Grant deeds, commonly called”California Grant Deeds” because they’re used just in California, are composed documents offering specific protections to house buyers. It’s a type of insurance policy that the seller of a property provides to the purchaser of that property to be certain that the buyer has no ethical or financial liability for future challenges to the property's ownership.
What’s a Grant Deed?
A grant deed is a written tool employed in California for reassuring to a purchaser that the purchaser will bear no responsibility for any future unforeseen claims or encumbrances that might be charged against the land, as long as the claim pre-dates the buyer’s property closure. Any claims will be the entire obligation of the seller. In every other state, grant deeds are called”guarantee deeds.”
A grant deed must be in writing. The legislation doesn’t recognize verbal deeds of any type. The grant deed actually filed must also be an original, not a photocopy. Digital files aren’t thought to be legal, either. The deed must indicate who the parties involved are and stipulate that will be the grantor (the seller) and which the grantee (the buyer). Grant deeds must clearly list the property they cover. The deed must also say in writing what it is that has been ensured, namely that the land is owned free and clear by the grantor, and the grantor assumes responsibility for settling any future claims or encumbrances. When there is a time limitation on the guarantee, it must be mentioned on the deed. Last, the deed must be signed and notarized.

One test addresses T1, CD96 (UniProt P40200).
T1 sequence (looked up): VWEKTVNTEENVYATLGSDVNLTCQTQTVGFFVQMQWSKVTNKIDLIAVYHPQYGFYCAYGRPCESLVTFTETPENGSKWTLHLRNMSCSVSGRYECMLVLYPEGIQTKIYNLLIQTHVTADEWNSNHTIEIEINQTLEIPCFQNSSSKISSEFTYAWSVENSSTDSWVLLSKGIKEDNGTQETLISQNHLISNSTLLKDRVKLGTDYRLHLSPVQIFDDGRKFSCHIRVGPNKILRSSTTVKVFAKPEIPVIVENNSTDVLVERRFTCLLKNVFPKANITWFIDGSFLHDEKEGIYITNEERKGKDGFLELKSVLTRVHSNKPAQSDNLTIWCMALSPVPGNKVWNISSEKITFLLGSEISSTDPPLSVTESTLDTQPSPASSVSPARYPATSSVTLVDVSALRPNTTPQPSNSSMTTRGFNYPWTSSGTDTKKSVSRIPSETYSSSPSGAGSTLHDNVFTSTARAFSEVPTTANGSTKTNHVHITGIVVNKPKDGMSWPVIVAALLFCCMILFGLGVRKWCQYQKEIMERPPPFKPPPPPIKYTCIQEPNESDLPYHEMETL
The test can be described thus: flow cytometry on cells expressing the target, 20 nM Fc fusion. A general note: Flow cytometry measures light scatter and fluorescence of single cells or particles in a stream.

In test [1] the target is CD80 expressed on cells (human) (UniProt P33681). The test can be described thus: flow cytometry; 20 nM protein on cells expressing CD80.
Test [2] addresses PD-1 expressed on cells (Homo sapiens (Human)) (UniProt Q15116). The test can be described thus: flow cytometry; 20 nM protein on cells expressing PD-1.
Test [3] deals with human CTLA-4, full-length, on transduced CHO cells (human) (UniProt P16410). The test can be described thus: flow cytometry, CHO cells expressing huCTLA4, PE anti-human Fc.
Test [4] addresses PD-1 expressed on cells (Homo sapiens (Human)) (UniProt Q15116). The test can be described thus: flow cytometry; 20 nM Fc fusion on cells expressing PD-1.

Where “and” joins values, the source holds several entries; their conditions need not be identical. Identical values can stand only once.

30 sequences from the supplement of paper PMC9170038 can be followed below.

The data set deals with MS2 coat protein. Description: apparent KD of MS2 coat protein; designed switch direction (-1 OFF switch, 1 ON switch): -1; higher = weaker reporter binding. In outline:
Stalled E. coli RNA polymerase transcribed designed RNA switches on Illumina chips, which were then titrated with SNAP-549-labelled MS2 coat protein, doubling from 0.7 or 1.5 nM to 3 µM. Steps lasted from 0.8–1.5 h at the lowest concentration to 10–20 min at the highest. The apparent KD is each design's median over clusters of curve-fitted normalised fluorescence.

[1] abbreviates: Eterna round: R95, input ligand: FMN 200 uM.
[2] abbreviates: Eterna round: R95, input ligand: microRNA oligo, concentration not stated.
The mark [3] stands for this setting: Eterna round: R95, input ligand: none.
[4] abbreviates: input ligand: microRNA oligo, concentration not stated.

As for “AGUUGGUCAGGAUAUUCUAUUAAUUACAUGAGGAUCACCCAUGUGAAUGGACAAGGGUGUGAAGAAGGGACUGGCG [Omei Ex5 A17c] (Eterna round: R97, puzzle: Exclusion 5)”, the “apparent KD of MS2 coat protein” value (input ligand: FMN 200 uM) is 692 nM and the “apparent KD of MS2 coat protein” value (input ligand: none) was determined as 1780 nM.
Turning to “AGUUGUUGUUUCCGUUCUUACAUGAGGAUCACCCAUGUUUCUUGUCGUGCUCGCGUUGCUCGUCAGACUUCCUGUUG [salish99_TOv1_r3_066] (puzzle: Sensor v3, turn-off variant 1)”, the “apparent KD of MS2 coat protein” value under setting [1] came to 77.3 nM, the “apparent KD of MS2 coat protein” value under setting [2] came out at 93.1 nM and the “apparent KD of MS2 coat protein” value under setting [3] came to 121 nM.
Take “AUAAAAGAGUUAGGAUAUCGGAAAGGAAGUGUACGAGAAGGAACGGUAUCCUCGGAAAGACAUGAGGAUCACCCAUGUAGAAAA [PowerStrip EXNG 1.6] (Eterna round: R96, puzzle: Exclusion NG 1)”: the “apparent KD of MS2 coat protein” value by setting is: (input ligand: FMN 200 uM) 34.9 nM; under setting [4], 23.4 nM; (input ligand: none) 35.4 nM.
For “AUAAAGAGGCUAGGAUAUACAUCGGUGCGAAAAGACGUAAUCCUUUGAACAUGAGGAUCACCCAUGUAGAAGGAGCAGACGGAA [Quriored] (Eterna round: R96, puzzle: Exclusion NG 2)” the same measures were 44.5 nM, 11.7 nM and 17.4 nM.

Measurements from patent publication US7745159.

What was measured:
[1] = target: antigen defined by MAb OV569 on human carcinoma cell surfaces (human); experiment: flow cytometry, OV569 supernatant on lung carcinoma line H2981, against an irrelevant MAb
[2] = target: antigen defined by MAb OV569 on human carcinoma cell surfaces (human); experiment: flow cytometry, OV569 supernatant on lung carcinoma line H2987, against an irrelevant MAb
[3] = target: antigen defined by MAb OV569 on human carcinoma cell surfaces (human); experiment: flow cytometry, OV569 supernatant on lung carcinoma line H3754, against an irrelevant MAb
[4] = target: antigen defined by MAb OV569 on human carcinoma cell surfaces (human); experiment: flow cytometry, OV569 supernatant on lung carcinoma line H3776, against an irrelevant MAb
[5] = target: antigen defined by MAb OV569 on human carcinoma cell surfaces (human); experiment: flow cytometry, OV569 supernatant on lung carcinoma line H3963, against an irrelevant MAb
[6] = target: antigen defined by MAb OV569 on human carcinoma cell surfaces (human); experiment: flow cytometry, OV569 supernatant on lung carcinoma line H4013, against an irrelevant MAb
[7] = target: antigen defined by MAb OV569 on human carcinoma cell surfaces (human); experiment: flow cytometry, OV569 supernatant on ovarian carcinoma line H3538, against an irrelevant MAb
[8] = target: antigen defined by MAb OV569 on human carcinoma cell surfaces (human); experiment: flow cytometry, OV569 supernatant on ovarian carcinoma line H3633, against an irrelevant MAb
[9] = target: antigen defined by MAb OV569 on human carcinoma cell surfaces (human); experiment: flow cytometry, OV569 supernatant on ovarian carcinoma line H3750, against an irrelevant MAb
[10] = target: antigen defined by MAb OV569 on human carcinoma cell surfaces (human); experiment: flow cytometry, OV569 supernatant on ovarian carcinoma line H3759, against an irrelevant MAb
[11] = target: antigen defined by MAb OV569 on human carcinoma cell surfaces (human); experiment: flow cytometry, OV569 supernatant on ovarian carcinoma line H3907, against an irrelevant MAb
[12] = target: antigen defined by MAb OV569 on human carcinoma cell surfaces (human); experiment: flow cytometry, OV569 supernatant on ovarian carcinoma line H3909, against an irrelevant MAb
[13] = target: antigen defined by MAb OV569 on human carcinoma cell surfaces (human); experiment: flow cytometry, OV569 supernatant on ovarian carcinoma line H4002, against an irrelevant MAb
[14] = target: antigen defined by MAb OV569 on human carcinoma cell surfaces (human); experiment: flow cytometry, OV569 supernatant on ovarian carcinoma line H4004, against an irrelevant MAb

The strongest guarantee to get a purchaser is in case the grant deed stipulates that the seller keeps responsibility for any future asserts that date prior to the final, even those that pre-date the seller’s owning of their property. This is parallel to general warranty deeds in other states. It’s also feasible that the deed only makes the assurance for future claims dating from the time of the seller’s ownership. In other states, this is somewhat like a special (or limited) warranty deed.
If the seller cannot establish that a claim challenge is untrue, then the seller is obliged to pay whatever amount is required to repay the claim. If the claim cannot be settled and the purchaser needs to give up ownership, then the seller is going to have to provide the price of the property back to the purchaser. The seller will also have to reimburse the purchaser for cash spent enhancing the property.
How to File a Grant Deed
Grant deeds do not, by law, must be filed. On the other hand, the strongest protection for a purchaser would be to file the deed at the time of property closure. Filing takes place, for a small filing fee, in the County Recorder’s Office in the county where the final takes place.